A pastor said Thursday that former HealthSouth CEO Richard Scrushy paid him to advocate the executive's cause among Birmingham's black community during Scrushy's fraud trial in June.
Herman Henderson, pastor of Believers Temple Church, told The Birmingham News that he booked Scrushy to preach in black churches and brought supporters to the trial at the HealthSouth executive's request. And a writer for the Birmingham Times, the city's oldest black-owned newspaper, says that Scrushy paid her to write favorable articles, which he reviewed before print.
Scrushy denies the claims. A jury acquitted Scrushy on June 28 after determining he had nothing to do with a $2.7 billion fraud scheme in the chain of health clinics he led.
Henderson says Scrushy agreed to pay him $5,000 per month over two years. He showed the News copies of checks, signed by Scrushy, totaling $25,000. Scrushy told the News he gave that money to Henderson for a church building project and Hurricane Katrina relief efforts. So why did the pastor go public? He and the Times writer, Audry Lewis, say Scrushy still owes them $150,000.
Scrushy vehemently denies Henderson's account of their relationship. "That guy is a shyster," Scrushy told the News. "You need to know I'm about ready to sue him for extortion and he's harassed my family, my wife and I, ever since that trial began. He has stalked us. He has harassed us. He has tried to con us."
Other black pastors who supported Scrushy during the trial said he offered them nothing for their support. Bishop Theo Bailey, pastor of Christ Temple Deliverance, told the News that Henderson has earned a reputation for profiting from misfortune. Bailey said, "He's basically a guy who extorts money from people."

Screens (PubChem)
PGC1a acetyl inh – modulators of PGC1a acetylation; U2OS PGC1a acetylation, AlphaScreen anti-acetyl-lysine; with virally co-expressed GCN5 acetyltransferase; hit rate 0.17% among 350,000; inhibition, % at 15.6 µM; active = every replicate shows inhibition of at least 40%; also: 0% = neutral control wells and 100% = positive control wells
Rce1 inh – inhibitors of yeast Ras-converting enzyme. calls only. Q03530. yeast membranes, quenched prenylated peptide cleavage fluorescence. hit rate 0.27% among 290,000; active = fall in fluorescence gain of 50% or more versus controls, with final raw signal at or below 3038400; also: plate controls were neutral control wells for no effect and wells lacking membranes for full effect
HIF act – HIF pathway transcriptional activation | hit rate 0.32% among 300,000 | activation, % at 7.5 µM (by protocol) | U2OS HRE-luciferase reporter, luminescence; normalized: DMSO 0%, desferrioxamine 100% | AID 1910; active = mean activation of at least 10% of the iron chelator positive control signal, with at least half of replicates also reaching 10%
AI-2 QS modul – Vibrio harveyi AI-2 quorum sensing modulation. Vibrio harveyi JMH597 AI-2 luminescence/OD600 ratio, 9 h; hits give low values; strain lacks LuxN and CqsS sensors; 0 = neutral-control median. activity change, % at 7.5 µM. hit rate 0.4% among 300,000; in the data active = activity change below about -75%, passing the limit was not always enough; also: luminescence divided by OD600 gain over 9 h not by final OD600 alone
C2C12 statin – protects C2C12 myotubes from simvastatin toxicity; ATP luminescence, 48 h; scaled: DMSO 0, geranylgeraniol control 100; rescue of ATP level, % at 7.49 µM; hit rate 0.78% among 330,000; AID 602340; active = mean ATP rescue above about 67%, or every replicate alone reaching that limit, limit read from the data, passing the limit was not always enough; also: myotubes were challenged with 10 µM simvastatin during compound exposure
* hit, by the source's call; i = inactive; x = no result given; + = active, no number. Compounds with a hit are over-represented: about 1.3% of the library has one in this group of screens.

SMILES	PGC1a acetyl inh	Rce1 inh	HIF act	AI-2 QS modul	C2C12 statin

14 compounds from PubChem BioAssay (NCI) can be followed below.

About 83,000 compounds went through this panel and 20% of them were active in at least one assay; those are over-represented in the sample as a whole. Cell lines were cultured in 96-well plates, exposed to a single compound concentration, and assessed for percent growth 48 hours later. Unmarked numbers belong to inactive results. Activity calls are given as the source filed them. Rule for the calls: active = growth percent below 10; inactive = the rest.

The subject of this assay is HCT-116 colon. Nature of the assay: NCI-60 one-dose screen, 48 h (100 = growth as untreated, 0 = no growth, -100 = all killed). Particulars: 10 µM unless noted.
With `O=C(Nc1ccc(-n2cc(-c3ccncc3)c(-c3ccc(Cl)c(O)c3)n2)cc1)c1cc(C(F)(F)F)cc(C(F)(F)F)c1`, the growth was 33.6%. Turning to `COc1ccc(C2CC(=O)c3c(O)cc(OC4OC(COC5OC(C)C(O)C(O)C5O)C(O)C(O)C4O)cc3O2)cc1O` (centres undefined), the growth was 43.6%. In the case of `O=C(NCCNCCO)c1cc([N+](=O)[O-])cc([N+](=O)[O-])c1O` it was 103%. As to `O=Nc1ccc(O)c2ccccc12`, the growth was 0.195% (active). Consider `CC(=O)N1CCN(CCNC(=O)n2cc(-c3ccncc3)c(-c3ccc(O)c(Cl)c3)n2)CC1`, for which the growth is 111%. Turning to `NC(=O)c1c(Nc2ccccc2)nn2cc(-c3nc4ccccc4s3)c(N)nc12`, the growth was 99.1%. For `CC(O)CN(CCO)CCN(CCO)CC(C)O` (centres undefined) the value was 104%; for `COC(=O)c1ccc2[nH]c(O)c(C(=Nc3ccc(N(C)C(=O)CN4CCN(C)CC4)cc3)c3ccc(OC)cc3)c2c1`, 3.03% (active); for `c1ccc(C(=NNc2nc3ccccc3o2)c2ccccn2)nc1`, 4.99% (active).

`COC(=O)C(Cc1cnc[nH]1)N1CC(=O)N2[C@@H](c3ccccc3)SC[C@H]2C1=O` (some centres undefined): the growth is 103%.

Before his trial, Scrushy left his church in an affluent, predominantly white Birmingham suburb and joined one of the city's most prominent black churches. He also launched a local Bible-study TV show and appeared frequently with black clergy. Many expressed concern that Scrushy wanted to stir up sympathy, especially among prospective black jurors. His jury comprised five whites and seven blacks.
When jurors began deliberating, Lewis wrote a front-page story about Scrushy's backing from Birmingham's black community, including many ministers. According to documents obtained by the Associated Press, the day Scrushy hired the Lewis Group, a PR firm run by the Times founder, the firm sent Lewis and Henderson checks for $5,000 each. That's when Lewis's articles began running on the newspaper's front page.
Scrushy told the News that he only reviewed the stories because he thought Lewis wanted him to check for accuracy. Scrushy also produced taped conversations from July that recount him telling Henderson, "I had no contact with you, written, verbal, or e-mail."
"Henderson can be heard objecting to Scrushy's contention of no agreement between the men," the News reported. "He retracted that objection in a tape-recorded conversation the next day, apologizing for asking for money and not disputing Scrushy's repeated contention that Henderson hadn't been hired to do anything."
The fraud case's lead prosecutor told the AP that Henderson and Lewis have not recounted anything that could warrant criminal charges against Scrushy. "It's not illegal to buy popularity," she told The Wall Street Journal.
The Times featured a Sunday-school lesson on their Web homepage Friday. The topic? Paul's instructions on church leadership from 1 Timothy 3:1-15. "Paul knew that the church needed leadership that would give proper direction, make wise decisions, and be a role model that inspired confidence and compliance on the part of its members."
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Other coverage of the story is available from The New York Times.